For work, in my current role, I have a company issued device which does run on Windows, so apart from that, I can’t imagine needing Windows on my personal machine.

Usually for some dumb security auditing reasons. It’s simple to just have a fleet of Win PC’s that are connected to AD. But supporting anything else is just against a made up security policy that translates to - “we’re too lazy to support Linux and half-assing it won’t make auditors too happy”. It does save a lot of time for sysadmins to be fair.

It’s funny when my last place of work pretty much everyone wanted to get MacBook Pros, and suddenly the security regulations accommodated that, but when I wanted Linux, I’m told no :slight_smile:.

Back on topic, Linux is mostly fine for gaming. Unless some company pulls a Doom Eternal, it’s possible to get stuff to run. Sometimes there are issues and annoyances, and some stuff just outright does not work. But I’ve had a 90-95% success rate these days I’d say.

For compatibility Pop!_OS seems to steal the spotlight a lot, you could give that a try.

Lol, I’m about 80% complete with it… on Linux :wink:

Oh yeah, I totally get that, not to mention that for large companies they often get some degree of support from Microsoft & whatnot… Not to mention that I’d imagine that there’s a number of companies that sell software where they’ve just ignored Linux completely. Plus I guess that there’s also the whole argument that if you’re not sure what you’re doing with Linux, it could be a potential risk, but personally, I just roll my eyes at arguments like that… :joy:

I’ve heard a lot about Pop OS & how easy it is to get a Linux gaming rig up & running…

I love how they’ve totally changed the mechanics of the game, the last AC game I played was 3 (I think)… Anyway, I also love how there’s a lot that you can replay, from my experience, it’s not a single play through kinda game, I’ve put over 20 hours into it already & I feel like I’ve only scratched the surface! :smiley: … But I have been exploring & doing a bunch of the side quests…

I’ve come to look at it not even like an AC game, just merely a game that’s set in the AC universe. It lacks a bit on the assassins part (AC2 is the pinnacle of AC for me). But it amazing nonetheless. Very RPG’ey, and quite deep with stuff to explore. The very special boss fights (not to spoil things, since they start half through only) blew my mind, ordinary boss fights by mechanics, but I felt like I stepped into another world.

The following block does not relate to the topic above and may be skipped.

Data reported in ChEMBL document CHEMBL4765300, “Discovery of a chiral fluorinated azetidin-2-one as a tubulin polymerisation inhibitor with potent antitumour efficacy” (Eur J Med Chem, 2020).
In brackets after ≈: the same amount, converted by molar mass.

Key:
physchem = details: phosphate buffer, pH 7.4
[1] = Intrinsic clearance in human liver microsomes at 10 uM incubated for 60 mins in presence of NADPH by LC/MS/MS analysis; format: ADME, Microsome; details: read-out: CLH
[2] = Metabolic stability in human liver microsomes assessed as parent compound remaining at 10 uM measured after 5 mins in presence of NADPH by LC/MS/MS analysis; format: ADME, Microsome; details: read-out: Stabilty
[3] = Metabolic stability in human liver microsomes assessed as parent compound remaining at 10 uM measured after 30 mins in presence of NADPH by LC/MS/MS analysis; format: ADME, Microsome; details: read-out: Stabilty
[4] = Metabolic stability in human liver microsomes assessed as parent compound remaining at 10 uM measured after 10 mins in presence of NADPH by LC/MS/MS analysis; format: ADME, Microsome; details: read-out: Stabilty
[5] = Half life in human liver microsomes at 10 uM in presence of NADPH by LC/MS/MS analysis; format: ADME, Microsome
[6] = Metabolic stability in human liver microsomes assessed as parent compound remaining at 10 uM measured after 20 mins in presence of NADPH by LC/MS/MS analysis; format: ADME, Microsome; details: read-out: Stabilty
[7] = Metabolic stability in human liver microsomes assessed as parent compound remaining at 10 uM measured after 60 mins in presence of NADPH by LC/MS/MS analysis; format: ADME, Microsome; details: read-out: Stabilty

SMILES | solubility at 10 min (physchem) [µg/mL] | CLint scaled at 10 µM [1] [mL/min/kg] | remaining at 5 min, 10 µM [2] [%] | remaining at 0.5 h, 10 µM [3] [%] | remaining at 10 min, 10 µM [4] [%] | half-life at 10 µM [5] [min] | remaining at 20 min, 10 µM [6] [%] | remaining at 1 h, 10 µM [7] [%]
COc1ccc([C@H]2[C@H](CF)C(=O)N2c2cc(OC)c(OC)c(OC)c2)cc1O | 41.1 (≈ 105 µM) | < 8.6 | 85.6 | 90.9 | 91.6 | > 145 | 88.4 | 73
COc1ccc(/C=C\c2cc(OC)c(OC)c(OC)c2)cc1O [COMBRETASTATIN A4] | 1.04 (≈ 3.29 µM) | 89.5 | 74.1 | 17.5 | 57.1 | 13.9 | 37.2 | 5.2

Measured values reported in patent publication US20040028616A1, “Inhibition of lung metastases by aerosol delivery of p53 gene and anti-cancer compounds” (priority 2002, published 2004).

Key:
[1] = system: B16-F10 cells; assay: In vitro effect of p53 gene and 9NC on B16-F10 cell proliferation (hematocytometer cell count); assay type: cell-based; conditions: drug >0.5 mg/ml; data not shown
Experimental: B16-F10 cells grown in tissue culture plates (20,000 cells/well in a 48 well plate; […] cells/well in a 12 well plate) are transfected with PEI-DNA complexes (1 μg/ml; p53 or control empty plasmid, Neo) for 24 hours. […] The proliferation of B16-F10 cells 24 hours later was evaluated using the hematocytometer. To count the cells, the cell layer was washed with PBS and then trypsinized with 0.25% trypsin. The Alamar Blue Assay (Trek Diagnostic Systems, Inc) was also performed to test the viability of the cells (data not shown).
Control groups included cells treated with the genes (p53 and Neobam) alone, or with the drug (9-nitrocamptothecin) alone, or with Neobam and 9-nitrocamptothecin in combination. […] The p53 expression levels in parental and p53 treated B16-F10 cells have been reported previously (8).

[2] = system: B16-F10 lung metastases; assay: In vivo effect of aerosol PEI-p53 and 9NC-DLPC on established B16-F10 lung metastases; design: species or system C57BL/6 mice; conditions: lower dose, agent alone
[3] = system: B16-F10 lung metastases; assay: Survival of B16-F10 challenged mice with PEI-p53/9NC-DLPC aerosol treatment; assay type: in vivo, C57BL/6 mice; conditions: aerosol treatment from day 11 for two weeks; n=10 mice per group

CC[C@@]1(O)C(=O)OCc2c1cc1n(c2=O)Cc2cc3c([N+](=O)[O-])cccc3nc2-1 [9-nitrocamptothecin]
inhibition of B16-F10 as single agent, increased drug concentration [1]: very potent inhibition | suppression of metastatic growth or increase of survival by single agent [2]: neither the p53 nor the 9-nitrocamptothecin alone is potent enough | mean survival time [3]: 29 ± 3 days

If you don’t insist on all AAA games on PC and you don’t need Windows professionally, there is no reason to run that piece of crap these days. Personally I’m running macOS and a few linux distros for desktop use as well as FreeNAS and IPFire for network stuff on X86 machines. Currently (and for a while now, actually) I’m on macOS mojave exclusively because my rack stuff is packed up for transport to my new living space. But gaming on linux has never been better. Tons of indie games are supported natively and lots of windows games will work as well. And because of DXVK, lutris and proton it’s not even hard to set up in many cases.

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That’s totally fair, considering how different it is to other AC games, I can totally appreciate that! I mean that’s an incredibly accurate summary of what the game is like though, it’s not a traditional AC game & as you’ve mentioned, it does lack some of the AC side of things, but I’m not by any means complaining! :smiley:

That’s essentially the conclusion I’ve come to. I just don’t need it & professionally speaking, I’m better off with Linux anyway, so… Yeah…

I’m not even a big gamer really, so that should probably be fine with me, even with some of the AAA title games that I do get into, as I’ve mentioned, I usually buy them quite a bit later down the line, so I’d imagine by the time I do buy them, they’d be supported in some way or another… An example being how after I’ve finished ACO, I was thinking on buying FC5, even that’s supported in Linux now, I just checked the ProtonDB. Sweet…